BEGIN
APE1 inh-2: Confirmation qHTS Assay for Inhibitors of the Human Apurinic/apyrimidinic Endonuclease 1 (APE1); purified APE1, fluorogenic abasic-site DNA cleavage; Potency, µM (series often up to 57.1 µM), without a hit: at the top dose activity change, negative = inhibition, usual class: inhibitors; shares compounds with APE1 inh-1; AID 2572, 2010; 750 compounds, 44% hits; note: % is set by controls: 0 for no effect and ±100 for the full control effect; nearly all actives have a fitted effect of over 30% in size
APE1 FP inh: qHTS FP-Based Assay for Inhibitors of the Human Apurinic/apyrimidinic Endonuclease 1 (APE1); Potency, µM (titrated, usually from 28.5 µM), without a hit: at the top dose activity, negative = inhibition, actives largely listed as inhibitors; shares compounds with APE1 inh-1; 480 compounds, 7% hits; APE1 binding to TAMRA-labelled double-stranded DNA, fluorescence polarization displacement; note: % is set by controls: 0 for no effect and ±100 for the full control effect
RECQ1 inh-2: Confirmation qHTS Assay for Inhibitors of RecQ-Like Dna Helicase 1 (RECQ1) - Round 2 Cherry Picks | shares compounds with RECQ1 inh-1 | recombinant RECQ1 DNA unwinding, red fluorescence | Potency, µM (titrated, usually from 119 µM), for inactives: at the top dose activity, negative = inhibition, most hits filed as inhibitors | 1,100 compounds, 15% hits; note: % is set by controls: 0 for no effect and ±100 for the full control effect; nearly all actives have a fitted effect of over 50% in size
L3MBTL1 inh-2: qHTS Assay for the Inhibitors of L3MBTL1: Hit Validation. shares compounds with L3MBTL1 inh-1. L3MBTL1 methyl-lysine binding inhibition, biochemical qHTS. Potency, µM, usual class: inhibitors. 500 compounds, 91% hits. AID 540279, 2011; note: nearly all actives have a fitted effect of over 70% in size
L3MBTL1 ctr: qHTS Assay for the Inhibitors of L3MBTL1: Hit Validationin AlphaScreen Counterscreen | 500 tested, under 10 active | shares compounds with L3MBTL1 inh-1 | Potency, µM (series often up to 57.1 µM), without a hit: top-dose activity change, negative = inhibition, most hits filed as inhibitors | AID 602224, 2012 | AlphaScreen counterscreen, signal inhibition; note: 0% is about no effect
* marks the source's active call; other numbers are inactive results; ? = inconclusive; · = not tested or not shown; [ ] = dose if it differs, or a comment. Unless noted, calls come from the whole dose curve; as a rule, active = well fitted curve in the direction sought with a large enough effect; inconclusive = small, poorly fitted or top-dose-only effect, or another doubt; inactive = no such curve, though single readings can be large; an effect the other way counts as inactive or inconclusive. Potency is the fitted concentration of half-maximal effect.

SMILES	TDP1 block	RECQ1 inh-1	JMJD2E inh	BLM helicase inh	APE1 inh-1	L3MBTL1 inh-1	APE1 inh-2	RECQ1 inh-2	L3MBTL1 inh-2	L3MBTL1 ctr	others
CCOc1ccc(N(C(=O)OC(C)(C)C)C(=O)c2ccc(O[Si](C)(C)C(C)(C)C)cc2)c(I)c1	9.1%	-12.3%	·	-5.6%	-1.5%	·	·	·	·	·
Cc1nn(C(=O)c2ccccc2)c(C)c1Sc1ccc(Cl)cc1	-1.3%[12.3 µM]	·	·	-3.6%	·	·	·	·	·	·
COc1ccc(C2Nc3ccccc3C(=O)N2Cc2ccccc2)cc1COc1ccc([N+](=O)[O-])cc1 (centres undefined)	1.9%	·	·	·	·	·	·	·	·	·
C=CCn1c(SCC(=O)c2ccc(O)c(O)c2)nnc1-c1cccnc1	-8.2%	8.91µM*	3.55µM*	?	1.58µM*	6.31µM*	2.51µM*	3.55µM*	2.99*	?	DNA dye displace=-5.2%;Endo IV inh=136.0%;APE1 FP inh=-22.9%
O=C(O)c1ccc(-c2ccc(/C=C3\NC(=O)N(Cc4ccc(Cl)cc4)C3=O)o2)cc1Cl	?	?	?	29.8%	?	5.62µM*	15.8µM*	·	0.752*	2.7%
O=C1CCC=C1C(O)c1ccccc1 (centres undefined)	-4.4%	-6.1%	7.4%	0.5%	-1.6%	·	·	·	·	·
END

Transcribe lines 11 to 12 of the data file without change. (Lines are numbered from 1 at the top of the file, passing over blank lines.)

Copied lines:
C=CCn1c(SCC(=O)c2ccc(O)c(O)c2)nnc1-c1cccnc1	-8.2%	8.91µM*	3.55µM*	?	1.58µM*	6.31µM*	2.51µM*	3.55µM*	2.99*	?	DNA dye displace=-5.2%;Endo IV inh=136.0%;APE1 FP inh=-22.9%
O=C(O)c1ccc(-c2ccc(/C=C3\NC(=O)N(Cc4ccc(Cl)cc4)C3=O)o2)cc1Cl	?	?	?	29.8%	?	5.62µM*	15.8µM*	·	0.752*	2.7%